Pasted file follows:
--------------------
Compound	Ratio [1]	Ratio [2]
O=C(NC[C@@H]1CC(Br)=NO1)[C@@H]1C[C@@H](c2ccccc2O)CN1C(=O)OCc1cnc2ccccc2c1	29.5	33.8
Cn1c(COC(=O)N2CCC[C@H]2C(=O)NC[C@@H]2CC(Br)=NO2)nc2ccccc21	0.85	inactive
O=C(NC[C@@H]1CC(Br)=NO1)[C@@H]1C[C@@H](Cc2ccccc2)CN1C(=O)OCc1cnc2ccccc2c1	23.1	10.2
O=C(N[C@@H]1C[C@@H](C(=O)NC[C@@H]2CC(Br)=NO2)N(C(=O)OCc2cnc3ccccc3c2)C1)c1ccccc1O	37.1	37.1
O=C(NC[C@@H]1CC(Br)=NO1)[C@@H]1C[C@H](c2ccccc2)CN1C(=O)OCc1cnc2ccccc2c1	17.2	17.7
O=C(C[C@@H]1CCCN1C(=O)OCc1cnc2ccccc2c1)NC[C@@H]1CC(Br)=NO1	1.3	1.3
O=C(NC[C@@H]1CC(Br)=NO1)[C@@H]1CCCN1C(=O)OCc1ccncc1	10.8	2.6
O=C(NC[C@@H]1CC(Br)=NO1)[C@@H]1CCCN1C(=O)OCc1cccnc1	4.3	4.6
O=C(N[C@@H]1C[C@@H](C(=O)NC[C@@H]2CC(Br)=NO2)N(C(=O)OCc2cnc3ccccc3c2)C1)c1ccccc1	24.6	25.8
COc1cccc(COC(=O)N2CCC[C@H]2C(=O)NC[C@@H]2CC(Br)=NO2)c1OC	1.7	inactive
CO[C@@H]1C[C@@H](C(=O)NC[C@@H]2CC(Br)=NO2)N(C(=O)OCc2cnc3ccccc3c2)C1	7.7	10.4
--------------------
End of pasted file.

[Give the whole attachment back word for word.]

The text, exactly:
Compound	Ratio [1]	Ratio [2]
O=C(NC[C@@H]1CC(Br)=NO1)[C@@H]1C[C@@H](c2ccccc2O)CN1C(=O)OCc1cnc2ccccc2c1	29.5	33.8
Cn1c(COC(=O)N2CCC[C@H]2C(=O)NC[C@@H]2CC(Br)=NO2)nc2ccccc21	0.85	inactive
O=C(NC[C@@H]1CC(Br)=NO1)[C@@H]1C[C@@H](Cc2ccccc2)CN1C(=O)OCc1cnc2ccccc2c1	23.1	10.2
O=C(N[C@@H]1C[C@@H](C(=O)NC[C@@H]2CC(Br)=NO2)N(C(=O)OCc2cnc3ccccc3c2)C1)c1ccccc1O	37.1	37.1
O=C(NC[C@@H]1CC(Br)=NO1)[C@@H]1C[C@H](c2ccccc2)CN1C(=O)OCc1cnc2ccccc2c1	17.2	17.7
O=C(C[C@@H]1CCCN1C(=O)OCc1cnc2ccccc2c1)NC[C@@H]1CC(Br)=NO1	1.3	1.3
O=C(NC[C@@H]1CC(Br)=NO1)[C@@H]1CCCN1C(=O)OCc1ccncc1	10.8	2.6
O=C(NC[C@@H]1CC(Br)=NO1)[C@@H]1CCCN1C(=O)OCc1cccnc1	4.3	4.6
O=C(N[C@@H]1C[C@@H](C(=O)NC[C@@H]2CC(Br)=NO2)N(C(=O)OCc2cnc3ccccc3c2)C1)c1ccccc1	24.6	25.8
COc1cccc(COC(=O)N2CCC[C@H]2C(=O)NC[C@@H]2CC(Br)=NO2)c1OC	1.7	inactive
CO[C@@H]1C[C@@H](C(=O)NC[C@@H]2CC(Br)=NO2)N(C(=O)OCc2cnc3ccccc3c2)C1	7.7	10.4